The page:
I decided to push this book to the first selection of books to read for the year, in hopes that it might help my memory improve at the start of the year. While it’s not made me a memory champ extraordinaire, I can say I did learn some tips that I think, with practice, can improve my overall memory skills. Yet, this book is not a a memory how-to.
In Moonwalking with Einstein: The Art and Science of Remembering Everything, science journalist (then working with Discover magazine) Joshua Foer tells his journey writing about the U.S. Memory Championship to one year later being a contestant trying to win. (Which, he did.) With the championship as his bookends, Foer covers everything inbetween, from how he got from point observer to winner, and from the science of human memory and mnemonics, past and present.
For those who are looking for tools to improve memory, the discussion of the “memory palace” will certainly be a fascinating aspect of the book. Using this technique, I can still remember the random first five items of the grocery list Foer was asked to memorize. This is certainly not a novel concept and is sometimes discussed in psychology textbooks and others, but I found Foer’s explanation and exploration of this fascinating. The history of the memory palace dates back to ancient Greek and Roman texts, and pops up throughout history all the way up to the memory competitions Joshua Foer observed and eventually competed in.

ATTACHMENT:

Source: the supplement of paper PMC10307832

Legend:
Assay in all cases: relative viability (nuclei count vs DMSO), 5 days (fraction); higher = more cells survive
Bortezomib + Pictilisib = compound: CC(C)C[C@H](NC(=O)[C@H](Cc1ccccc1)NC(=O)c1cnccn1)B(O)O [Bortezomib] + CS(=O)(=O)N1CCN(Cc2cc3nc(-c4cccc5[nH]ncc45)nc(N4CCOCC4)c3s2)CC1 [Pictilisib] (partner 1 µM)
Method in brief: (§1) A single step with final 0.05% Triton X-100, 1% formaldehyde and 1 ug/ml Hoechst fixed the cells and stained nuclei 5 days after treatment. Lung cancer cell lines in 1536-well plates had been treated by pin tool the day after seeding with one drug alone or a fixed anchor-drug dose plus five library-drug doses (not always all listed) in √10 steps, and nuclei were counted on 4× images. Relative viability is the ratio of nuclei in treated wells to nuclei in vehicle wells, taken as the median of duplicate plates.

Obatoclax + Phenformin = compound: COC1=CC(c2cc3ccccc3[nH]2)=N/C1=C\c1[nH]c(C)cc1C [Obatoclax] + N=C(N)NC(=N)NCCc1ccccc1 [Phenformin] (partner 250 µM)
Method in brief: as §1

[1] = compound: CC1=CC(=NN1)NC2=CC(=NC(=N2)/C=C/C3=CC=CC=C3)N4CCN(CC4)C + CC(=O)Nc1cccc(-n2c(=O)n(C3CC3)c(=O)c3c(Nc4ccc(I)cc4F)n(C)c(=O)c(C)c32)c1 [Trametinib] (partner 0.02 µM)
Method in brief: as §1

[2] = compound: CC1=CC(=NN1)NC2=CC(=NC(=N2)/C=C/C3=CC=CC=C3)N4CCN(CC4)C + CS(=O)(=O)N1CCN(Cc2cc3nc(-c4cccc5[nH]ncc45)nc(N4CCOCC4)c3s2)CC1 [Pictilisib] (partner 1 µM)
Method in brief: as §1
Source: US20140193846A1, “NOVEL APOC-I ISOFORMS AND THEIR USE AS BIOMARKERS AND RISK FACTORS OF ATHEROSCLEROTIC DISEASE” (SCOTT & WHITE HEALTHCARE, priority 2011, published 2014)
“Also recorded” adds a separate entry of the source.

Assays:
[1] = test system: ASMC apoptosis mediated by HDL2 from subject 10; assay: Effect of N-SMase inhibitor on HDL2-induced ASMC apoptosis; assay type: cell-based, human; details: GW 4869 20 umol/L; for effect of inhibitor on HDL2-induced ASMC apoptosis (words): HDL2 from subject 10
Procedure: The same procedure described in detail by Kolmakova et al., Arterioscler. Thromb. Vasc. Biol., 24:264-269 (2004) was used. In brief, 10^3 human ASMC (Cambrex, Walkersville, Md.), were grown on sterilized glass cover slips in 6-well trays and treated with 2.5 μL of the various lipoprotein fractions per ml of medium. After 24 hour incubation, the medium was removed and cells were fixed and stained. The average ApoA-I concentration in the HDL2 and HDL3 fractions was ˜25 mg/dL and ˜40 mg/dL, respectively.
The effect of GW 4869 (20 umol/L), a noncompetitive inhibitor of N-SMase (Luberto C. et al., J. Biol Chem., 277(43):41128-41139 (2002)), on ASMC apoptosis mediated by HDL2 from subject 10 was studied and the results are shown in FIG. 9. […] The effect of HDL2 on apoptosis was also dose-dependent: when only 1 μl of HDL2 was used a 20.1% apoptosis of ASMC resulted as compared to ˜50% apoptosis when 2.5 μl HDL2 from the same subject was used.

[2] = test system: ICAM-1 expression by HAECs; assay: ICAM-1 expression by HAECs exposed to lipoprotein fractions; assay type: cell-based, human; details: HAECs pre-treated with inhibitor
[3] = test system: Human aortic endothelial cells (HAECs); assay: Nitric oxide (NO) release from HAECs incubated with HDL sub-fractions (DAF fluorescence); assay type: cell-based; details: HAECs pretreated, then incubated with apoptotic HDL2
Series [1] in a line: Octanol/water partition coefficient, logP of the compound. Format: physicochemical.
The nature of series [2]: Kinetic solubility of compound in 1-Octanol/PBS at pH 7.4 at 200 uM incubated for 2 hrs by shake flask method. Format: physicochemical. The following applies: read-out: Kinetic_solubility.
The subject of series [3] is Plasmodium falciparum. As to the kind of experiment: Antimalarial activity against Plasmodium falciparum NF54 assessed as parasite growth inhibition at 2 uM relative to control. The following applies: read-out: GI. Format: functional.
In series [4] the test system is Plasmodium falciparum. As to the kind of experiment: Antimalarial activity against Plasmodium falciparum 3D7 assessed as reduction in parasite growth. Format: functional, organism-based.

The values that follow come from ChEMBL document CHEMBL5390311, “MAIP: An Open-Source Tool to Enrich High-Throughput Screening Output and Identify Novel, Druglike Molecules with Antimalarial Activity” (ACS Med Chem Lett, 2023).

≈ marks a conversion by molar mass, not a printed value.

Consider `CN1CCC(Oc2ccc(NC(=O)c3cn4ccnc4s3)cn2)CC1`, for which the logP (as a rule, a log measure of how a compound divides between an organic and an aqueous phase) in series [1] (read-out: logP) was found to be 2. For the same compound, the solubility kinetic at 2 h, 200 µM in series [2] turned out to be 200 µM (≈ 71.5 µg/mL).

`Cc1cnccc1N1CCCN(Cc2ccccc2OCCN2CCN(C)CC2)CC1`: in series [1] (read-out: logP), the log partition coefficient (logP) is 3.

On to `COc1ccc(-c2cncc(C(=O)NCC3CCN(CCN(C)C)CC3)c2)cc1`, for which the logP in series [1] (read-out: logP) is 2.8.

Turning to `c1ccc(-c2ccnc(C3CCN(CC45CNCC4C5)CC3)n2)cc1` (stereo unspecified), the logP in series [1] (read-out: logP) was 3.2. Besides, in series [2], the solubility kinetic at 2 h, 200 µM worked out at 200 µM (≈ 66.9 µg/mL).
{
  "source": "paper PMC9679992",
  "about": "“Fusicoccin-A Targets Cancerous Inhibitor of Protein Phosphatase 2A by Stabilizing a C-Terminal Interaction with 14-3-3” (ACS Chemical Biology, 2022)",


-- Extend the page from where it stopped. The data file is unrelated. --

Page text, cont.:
Foer also does an excellent job of highlight how little we value memory, contrasted with it once being held as one of the highest virtues. He explores our contemporary ability to make use of both externalized and internalized memory, not surprisingly using the computer as illustrative of this modern phenomenon.
This book also explores an interesting aspect of memorization that we might not immediately think from today’s isolated era of viewing memory–the moral side of memorization. Morality enters the picture, because of the memory mnemonics used for attaching meaning to otherwise mundane texts. Such mnemonics include picturing crass and obscene images in order to make the words and sentences more memorable, from ancient monks memorizing texts, to current junior high students trying to remember dates and names. Morality is also tied to memory in the way that memory was elevated as one of the highest virtues, particularly in the time prior to the advent of the printing press and subsequent broader availability of books. Even before that, as men began to write down others teachings and sayings, men like Socrates protested in fear that writing would be the end of the high virtue of memory as he knew it. (Of course, if no one had written this down, we probably would never have heard of Cicero.)
As a parent in the beginning phases of educating my children, and as someone who has studied a little bit of the classical model of education, I found that there was a lot of application. Specifically, there was insight into the classical style of education (a great part of the discussion is given to ancient classical learning, although the book itself does not make the direct tie to the current classical model) and to education, in general. I felt like this book helped redeem some of the aspects of the classical model that I’d previously looked at more skeptically, as well as provided ideas for making memorization fun and truly beneficial.
Foer also gives a helpful discussion on how reading has changes as memory has changed (and vice versa).
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